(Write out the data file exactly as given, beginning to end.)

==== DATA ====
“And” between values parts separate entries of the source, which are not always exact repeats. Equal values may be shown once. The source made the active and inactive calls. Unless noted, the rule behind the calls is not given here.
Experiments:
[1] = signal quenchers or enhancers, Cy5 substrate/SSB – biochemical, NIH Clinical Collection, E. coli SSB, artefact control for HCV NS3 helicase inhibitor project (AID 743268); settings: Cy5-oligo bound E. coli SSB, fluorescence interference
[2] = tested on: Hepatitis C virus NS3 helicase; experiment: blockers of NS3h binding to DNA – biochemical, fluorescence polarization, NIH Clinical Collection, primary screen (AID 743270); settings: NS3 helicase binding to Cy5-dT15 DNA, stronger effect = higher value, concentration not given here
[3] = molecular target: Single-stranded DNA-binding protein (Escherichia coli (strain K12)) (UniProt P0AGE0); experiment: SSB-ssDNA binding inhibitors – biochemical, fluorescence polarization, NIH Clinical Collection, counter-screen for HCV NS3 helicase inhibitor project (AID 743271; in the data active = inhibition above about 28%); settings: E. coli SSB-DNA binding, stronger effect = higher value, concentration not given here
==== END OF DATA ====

“And” between values parts separate entries of the source, which are not always exact repeats. Equal values may be shown once. The source made the active and inactive calls. Unless noted, the rule behind the calls is not given here.
Experiments:
[1] = signal quenchers or enhancers, Cy5 substrate/SSB – biochemical, NIH Clinical Collection, E. coli SSB, artefact control for HCV NS3 helicase inhibitor project (AID 743268); settings: Cy5-oligo bound E. coli SSB, fluorescence interference
[2] = tested on: Hepatitis C virus NS3 helicase; experiment: blockers of NS3h binding to DNA – biochemical, fluorescence polarization, NIH Clinical Collection, primary screen (AID 743270); settings: NS3 helicase binding to Cy5-dT15 DNA, stronger effect = higher value, concentration not given here
[3] = molecular target: Single-stranded DNA-binding protein (Escherichia coli (strain K12)) (UniProt P0AGE0); experiment: SSB-ssDNA binding inhibitors – biochemical, fluorescence polarization, NIH Clinical Collection, counter-screen for HCV NS3 helicase inhibitor project (AID 743271; in the data active = inhibition above about 28%); settings: E. coli SSB-DNA binding, stronger effect = higher value, concentration not given here